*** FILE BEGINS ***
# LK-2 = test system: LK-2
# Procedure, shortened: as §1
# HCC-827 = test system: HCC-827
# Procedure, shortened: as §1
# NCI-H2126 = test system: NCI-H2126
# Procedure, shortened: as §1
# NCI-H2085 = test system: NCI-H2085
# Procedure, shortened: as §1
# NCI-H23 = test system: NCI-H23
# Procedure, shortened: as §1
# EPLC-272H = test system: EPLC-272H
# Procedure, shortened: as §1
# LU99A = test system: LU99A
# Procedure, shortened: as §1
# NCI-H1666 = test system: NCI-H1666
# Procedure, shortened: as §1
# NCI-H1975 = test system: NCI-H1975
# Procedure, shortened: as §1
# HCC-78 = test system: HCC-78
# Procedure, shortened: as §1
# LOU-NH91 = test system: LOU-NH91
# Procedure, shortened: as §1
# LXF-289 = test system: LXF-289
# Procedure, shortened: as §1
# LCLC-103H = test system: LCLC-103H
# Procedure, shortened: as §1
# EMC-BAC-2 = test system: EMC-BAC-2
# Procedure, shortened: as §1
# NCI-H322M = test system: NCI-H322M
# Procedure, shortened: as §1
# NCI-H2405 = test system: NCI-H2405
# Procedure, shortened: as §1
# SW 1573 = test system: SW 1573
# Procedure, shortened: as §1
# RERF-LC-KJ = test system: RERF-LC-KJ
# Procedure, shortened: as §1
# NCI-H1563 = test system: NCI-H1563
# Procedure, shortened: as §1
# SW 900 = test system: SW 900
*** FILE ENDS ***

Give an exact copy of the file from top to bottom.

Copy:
# LK-2 = test system: LK-2
# Procedure, shortened: as §1
# HCC-827 = test system: HCC-827
# Procedure, shortened: as §1
# NCI-H2126 = test system: NCI-H2126
# Procedure, shortened: as §1
# NCI-H2085 = test system: NCI-H2085
# Procedure, shortened: as §1
# NCI-H23 = test system: NCI-H23
# Procedure, shortened: as §1
# EPLC-272H = test system: EPLC-272H
# Procedure, shortened: as §1
# LU99A = test system: LU99A
# Procedure, shortened: as §1
# NCI-H1666 = test system: NCI-H1666
# Procedure, shortened: as §1
# NCI-H1975 = test system: NCI-H1975
# Procedure, shortened: as §1
# HCC-78 = test system: HCC-78
# Procedure, shortened: as §1
# LOU-NH91 = test system: LOU-NH91
# Procedure, shortened: as §1
# LXF-289 = test system: LXF-289
# Procedure, shortened: as §1
# LCLC-103H = test system: LCLC-103H
# Procedure, shortened: as §1
# EMC-BAC-2 = test system: EMC-BAC-2
# Procedure, shortened: as §1
# NCI-H322M = test system: NCI-H322M
# Procedure, shortened: as §1
# NCI-H2405 = test system: NCI-H2405
# Procedure, shortened: as §1
# SW 1573 = test system: SW 1573
# Procedure, shortened: as §1
# RERF-LC-KJ = test system: RERF-LC-KJ
# Procedure, shortened: as §1
# NCI-H1563 = test system: NCI-H1563
# Procedure, shortened: as §1
# SW 900 = test system: SW 900